Missionary’s sea voyage and fabulous description of Hawaii.
Manuscript letter from Honolulu, Hawaiian Islands dated April 29th, 1852, to Mr. William C.Spencer.
The letter was written by Gibson after his long sea voyage of 130 days to Hawaii, having left Boston, Mass on the ship Ester May with 22 other passengers, “17 of them being missionaries or their families.” Gibson was sick for some time after they left Boston, unable to get out of his bed, was soon able to join other passengers on deck. The captain was a young man of 23 years of age (Capt. Hawes), and the crew were far more well mannered than he expected of seamen.
Gibson gives a detailed description of the voyage, storms, Gulf Stream, whales, porpoises, flying fish, and other varieties as they approached the Cape Horn, etc. One storm was so violent that the 2 of the crew at the wheel had to be lashed there. He goes into describing various birds, their sizes; even an account of capturing one and tying a ribbon about its neck and releasing it.
Finally they arrive off Honolulu near Diamond Point as he calls it, and describes the mountains and the trees all around the city as the ship approaches. While waiting for the harbor pilot to come aboard, some of the passengers became impatient and took the native canoes to shore. It being the “Lord’s Day” Gibson decided to stay on ship and have religious services there since he had no friend on shore waiting for him. The next morning he is picked up by a missionary (Mrs. Cook and a Mr. Andrews), Later after coming ashore, Gibson goes to see a Dr. about his lingering sickness, and goes for treatment. He now writes about his illness that he has had for some time that caused him to leave New England in the first place, away from family and friend, but he believes it is God’s leading. He apparently is involved in missions work and teaching himself, and see a great need for himself and others to come to Hawaii for the good influence of the natives.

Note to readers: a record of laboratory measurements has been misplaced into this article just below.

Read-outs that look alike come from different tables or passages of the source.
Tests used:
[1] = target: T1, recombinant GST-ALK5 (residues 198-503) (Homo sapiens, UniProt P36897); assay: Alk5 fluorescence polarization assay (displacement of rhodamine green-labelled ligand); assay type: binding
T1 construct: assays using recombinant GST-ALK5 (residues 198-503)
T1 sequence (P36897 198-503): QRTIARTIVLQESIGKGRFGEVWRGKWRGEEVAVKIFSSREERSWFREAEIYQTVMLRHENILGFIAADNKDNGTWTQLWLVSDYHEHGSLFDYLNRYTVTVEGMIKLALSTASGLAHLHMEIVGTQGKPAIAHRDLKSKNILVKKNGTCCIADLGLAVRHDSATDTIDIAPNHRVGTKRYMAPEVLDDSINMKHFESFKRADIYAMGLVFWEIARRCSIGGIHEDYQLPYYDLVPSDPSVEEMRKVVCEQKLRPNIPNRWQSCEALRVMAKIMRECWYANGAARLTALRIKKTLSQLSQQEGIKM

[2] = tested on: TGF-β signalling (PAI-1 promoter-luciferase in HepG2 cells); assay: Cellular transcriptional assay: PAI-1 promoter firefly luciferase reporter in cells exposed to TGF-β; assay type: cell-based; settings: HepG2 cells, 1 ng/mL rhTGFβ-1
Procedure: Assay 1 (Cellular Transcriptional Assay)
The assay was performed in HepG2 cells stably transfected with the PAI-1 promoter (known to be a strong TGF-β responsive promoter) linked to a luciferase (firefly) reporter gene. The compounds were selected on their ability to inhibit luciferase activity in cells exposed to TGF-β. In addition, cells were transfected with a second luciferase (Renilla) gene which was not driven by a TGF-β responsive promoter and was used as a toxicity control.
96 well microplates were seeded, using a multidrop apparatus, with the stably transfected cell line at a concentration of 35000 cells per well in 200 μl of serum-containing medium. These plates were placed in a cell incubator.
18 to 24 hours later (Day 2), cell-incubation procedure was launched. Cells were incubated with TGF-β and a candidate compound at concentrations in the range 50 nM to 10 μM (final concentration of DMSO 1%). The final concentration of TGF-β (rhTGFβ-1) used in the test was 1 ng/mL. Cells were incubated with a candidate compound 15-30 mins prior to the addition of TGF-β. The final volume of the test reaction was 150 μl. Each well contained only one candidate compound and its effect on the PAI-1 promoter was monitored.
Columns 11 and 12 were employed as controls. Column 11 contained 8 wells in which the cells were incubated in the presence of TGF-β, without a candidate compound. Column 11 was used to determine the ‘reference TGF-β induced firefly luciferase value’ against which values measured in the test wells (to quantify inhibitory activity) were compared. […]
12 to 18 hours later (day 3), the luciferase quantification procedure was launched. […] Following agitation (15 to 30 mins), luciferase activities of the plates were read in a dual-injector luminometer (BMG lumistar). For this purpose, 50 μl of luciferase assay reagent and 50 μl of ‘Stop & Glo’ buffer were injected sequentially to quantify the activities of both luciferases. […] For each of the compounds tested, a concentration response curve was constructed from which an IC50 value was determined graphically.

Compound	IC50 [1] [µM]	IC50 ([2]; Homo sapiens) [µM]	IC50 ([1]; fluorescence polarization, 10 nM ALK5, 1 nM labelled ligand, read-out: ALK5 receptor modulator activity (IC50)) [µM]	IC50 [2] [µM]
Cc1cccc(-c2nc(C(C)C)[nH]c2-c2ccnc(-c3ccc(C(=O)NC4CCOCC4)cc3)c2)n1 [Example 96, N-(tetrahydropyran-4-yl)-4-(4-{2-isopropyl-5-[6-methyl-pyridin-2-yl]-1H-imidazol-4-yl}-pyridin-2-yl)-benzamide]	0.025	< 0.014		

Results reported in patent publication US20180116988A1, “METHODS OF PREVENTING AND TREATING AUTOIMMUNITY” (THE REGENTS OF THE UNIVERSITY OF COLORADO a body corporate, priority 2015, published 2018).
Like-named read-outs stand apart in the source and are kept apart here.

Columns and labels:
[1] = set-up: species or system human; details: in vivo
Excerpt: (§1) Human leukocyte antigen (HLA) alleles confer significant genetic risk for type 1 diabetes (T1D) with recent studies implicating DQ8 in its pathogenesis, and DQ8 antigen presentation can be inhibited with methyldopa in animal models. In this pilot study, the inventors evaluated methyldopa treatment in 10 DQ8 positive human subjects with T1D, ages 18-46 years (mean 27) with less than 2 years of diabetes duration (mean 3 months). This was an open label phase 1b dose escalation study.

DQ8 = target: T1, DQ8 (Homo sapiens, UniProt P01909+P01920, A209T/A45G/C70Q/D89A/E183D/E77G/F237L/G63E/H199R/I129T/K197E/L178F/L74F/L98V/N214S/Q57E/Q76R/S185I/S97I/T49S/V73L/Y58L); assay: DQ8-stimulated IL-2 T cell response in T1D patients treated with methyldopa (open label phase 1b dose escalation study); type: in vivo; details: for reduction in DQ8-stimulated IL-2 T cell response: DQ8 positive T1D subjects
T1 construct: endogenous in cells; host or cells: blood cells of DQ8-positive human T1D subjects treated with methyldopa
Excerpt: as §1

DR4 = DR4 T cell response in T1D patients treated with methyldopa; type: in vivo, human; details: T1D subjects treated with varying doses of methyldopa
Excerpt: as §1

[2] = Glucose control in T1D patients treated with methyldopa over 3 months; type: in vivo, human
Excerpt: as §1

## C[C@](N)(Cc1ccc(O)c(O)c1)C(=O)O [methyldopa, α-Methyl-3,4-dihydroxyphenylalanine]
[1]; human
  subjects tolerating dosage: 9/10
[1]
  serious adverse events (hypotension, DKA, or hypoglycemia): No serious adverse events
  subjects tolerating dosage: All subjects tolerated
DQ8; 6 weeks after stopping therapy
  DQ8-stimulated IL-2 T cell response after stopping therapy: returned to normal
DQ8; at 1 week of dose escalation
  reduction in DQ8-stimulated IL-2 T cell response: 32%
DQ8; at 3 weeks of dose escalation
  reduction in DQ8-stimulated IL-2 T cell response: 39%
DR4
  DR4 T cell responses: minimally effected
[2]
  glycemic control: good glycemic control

Gibson gets into island life and all the fruit and plant food, then describes an island house with floors covered in matting, no beds, Books are to be found on the island and at least one member of every household can read, and he credits the work of missionaries for that. The women are very beautiful and the children are particularly pretty. Gibson is impatient to learn the language as he wants to communicate with them badly. He feels now that he must give up his life to the Master, as he is feeling wonderfully overwhelmed through his description of how he is really taken with his new life on Hawaii.
He recounts a story off the Chilean coast and the narrow escape from the pirates there. It at first appears the the three masted schooner they were on, was putting out destress signals, but when the captain determined the danger, only the swiftness of their vessel saved them from being taken. He closes his letter with the fondness of wanting to be remembered to friends, and hoping to hear from those he had expected to.
There is so much detail I have left out, wanting to allow you the joy of reading all this yourself. A great story about this missionary and all that his Heavenly Father did for him on this voyage. Great stuff!
This comes with a most nearly complete transcript.
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